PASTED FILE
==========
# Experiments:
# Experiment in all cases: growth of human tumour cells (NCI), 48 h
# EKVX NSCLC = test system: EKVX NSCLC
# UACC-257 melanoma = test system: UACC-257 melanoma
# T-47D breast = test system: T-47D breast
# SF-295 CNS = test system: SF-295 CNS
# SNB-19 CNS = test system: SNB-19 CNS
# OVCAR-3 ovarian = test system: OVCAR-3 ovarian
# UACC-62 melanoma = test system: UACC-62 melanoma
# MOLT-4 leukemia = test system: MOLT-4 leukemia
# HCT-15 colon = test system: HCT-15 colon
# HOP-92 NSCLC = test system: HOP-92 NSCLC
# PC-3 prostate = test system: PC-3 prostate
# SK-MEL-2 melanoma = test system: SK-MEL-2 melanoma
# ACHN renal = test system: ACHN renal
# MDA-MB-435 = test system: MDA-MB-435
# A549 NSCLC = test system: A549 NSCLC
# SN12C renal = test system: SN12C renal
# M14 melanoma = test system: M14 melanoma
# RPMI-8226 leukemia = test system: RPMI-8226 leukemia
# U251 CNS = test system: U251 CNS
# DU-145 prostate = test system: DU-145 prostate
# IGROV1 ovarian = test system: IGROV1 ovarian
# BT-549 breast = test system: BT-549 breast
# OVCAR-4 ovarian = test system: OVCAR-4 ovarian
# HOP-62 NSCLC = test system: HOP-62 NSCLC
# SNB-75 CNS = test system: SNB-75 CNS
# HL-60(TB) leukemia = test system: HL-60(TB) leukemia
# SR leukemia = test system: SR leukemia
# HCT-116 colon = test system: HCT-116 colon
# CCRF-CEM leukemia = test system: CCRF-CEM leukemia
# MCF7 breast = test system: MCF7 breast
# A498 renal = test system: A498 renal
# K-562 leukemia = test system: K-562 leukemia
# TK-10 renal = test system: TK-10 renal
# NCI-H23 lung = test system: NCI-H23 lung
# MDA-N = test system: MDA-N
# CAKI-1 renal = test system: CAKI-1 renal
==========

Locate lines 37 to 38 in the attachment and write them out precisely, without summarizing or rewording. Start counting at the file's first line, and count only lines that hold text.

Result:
# MDA-N = test system: MDA-N
# CAKI-1 renal = test system: CAKI-1 renal